Signage asks people to socially distance outside a store inside the Mall of America before it opens on June 10 in Minneapolis. Stephen Maturen/Getty Images

As the coronavirus pandemic continues, officials at the US Centers for Disease Control and Prevention are reiterating the importance of social distancing, wearing face coverings in public and washing hands frequently.

Their announcement to keep following guidelines comes at a time when President Trump plans to hold a rally and has not been wearing a face covering in public.

"We know the pandemic is not over," Dr. Jay Butler, CDC's deputy director for infectious diseases, said during a call with reporters on Friday.

"The good news is, nationally, we have been successful in flattening the curve, the number of new cases, each day has been relatively plateaued over a prolonged period of time," Butler said.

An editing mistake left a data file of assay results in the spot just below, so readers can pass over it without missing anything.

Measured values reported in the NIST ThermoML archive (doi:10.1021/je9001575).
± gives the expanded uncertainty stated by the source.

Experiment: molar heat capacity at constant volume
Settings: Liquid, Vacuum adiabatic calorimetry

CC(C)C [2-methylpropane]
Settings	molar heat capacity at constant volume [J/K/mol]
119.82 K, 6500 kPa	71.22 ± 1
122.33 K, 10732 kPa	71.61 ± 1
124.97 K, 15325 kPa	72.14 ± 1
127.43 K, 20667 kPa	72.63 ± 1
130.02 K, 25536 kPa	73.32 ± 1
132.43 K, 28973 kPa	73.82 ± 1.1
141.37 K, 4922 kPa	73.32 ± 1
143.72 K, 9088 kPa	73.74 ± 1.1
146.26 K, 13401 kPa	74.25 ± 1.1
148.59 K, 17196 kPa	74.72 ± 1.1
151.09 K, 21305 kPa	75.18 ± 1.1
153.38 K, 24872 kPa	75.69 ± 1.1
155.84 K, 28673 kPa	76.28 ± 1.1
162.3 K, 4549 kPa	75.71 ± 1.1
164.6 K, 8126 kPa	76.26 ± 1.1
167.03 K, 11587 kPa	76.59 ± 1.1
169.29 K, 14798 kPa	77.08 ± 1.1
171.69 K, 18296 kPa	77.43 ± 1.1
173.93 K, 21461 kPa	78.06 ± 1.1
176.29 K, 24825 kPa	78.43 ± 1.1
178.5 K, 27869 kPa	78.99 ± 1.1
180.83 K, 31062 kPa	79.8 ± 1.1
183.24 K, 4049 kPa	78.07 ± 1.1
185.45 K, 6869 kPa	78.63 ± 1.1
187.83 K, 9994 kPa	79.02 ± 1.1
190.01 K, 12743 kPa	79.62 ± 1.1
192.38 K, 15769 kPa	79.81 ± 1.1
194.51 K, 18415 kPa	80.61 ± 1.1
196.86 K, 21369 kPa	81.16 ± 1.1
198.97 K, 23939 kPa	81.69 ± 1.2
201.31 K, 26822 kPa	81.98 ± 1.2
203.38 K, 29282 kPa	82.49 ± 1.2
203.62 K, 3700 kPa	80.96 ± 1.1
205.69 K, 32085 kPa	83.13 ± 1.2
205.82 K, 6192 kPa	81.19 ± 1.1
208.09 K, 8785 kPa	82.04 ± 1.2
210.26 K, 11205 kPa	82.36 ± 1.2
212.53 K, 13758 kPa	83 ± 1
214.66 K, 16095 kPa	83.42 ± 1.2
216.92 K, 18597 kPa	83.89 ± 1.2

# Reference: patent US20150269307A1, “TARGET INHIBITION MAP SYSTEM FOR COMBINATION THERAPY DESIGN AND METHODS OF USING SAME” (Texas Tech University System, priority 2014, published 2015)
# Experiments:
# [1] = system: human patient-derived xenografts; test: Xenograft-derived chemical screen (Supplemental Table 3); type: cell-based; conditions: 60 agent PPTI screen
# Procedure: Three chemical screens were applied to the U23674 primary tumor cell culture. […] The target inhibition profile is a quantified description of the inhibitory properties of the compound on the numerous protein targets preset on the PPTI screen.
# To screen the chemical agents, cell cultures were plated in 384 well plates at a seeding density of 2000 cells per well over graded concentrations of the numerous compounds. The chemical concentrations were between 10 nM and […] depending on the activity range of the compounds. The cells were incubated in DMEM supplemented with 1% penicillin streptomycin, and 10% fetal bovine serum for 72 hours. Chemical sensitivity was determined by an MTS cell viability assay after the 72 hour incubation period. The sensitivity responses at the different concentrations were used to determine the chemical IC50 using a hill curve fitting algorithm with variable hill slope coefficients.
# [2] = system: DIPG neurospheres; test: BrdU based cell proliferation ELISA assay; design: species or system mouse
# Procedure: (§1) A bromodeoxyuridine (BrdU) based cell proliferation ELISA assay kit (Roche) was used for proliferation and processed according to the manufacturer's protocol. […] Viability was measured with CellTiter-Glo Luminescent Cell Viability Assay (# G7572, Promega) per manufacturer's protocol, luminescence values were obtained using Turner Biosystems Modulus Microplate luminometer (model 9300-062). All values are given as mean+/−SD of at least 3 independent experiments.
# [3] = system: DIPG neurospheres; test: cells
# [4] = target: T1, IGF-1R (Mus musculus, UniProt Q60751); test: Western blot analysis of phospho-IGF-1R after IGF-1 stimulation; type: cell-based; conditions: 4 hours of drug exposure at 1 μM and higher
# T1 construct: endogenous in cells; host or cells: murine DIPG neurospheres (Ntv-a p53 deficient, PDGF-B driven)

"But right now communities are experiencing different levels of transmission. And this is occurring as they gradually ease up on some of the community mitigation efforts, and gradually reopen," Butler said. "We continue to ask everyone to follow the guidance."

CDC officials plan to release more guidelines today.

CDC Director Dr. Robert Redfield also said during the call that continuing to follow this guidance remains critical.

"CDC’s Covid-19 response is now in its sixth month and while we’re making real progress we still have a lot of work ahead as we reopen America," Redfield said. 

"It continues to be extremely important that we embrace the recommendations of social distancing, handwashing and wearing a face covering while we’re in public as some of the key defenses that we have against this progress," Redfield said. "It’s important that we remember that the situation is unprecedented and that the pandemic has not ended."
12:39 p.m. ET, June 12, 2020

Transportation Department will send 100 million masks to airports and other transit agencies

From CNN's Greg Wallace

The US Department of Transportation says it will make 100 million masks available, mostly at airports, but also at transit locations and Amtrak for passengers to use.